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Lamantia v. Berryhill

United States District Court, N.D. Illinois, Eastern Division

August 1, 2017

NANCY A. BERRYHILL, Acting Commissioner of Social Security, [1]Defendant.


          MARY M. ROWLAND, United States Magistrate Judge

         Plaintiff Michele Babette Lamantia filed this action seeking reversal of the final decision of the Commissioner of Social Security denying her applications for Disability Insurance Benefits (DIB) and Supplemental Security Income (SSI) under Title II and XVI of the Social Security Act (Act). 42 U.S.C. §§ 405(g), 423 et. seq., 1381 et seq. The parties have consented to the jurisdiction of the United States Magistrate Judge, pursuant to 28 U.S.C. § 636(c), and filed cross-motions for summary judgment. For the reasons stated below, the Commissioner's decision is affirmed.


         To recover DIB or SSI, a claimant must establish that he or she is disabled within the meaning of the Act. York v. Massanari, 155 F.Supp.2d 973, 977 (N.D. Ill. 2001).[2] A person is disabled if he or she is unable to perform “any substantial gainful activity by reason of any medically determinable physical or mental impairment which can be expected to result in death or which has lasted or can be expected to last for a continuous period of not less than 12 months.” 20 C.F.R. §§ 404.1505(a), 416.905(a). In determining whether a claimant suffers from a disability, the Commissioner conducts a standard five-step inquiry:

1. Is the claimant presently unemployed?
2. Does the claimant have a severe medically determinable physical or mental impairment that interferes with basic work-related activities and is expected to last at least 12 months?
3. Does the impairment meet or equal one of a list of specific impairments enumerated in the regulations?
4. Is the claimant unable to perform his or her former occupation?
5. Is the claimant unable to perform any other work?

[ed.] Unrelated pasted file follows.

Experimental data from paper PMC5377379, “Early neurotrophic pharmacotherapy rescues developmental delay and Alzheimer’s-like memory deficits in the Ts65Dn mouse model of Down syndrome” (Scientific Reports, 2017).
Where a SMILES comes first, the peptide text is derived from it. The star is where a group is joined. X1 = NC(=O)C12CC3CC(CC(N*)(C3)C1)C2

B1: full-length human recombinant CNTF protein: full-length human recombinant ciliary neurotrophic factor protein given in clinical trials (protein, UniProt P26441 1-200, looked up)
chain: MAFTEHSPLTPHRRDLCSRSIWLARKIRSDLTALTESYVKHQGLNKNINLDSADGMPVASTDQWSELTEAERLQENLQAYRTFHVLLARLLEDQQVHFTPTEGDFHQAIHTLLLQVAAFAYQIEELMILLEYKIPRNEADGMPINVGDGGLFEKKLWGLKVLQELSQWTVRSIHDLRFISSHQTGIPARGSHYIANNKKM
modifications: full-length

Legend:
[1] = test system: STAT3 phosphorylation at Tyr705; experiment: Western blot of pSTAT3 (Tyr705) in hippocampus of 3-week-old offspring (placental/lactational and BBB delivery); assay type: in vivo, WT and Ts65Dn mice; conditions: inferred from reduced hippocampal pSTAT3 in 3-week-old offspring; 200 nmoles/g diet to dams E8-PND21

20 C.F.R. §§ 404.1509, 404.1520, 416.909, 416.920; see Clifford v. Apfel, 227 F.3d 863, 868 (7th Cir. 2000). “An affirmative answer leads either to the next step, or, on Steps 3 and 5, to a finding that the claimant is disabled. A negative answer at any point, other than Step 3, ends the inquiry and leads to a determination that a claimant is not disabled.” Zalewski v. Heckler, 760 F.2d 160, 162 n.2 (7th Cir. 1985). “The burden of proof is on the claimant through step four; only at step five does the burden shift to the Commissioner.” Clifford, 227 F.3d at 868.


         Plaintiff applied for DIB and SSI benefits on December 3, 2009, alleging that she became disabled on September 15, 2008, due to grand mal seizures, prior heart attack, depression, high blood pressure, asthma, allergies, and left ankle problems. (R. at 20, 424). The application was denied initially and upon reconsideration, after which Plaintiff filed a timely request for a hearing. (Id. at 20, 163-66, 216-24). Plaintiff, represented by counsel, appeared and testified at a hearing before an Administrative Law Judge (ALJ) on February 15, 2012, and at a supplemental hearing on October 16. (Id. at 20, 84-162). The ALJ denied Plaintiff's request for benefits on November 30, 2012. (Id. at 20, 170-81). After Plaintiff filed a request for review, the Appeals Council (AC) vacated the November 30 decision and remanded the case for further proceedings. (Id. at 20, 190-92).

         On May 12, 2014, Plaintiff, represented by counsel, testified at a remand hearing before a different ALJ. (R. at 20, 42-83). The ALJ also heard testimony from Thomas A. Gusloff, a vocational expert (VE), Judy Panek, M.D., a medical expert (ME), and David L. Biscardi, Ph.D., another ME. (Id. at 20, 42-83, 351-55).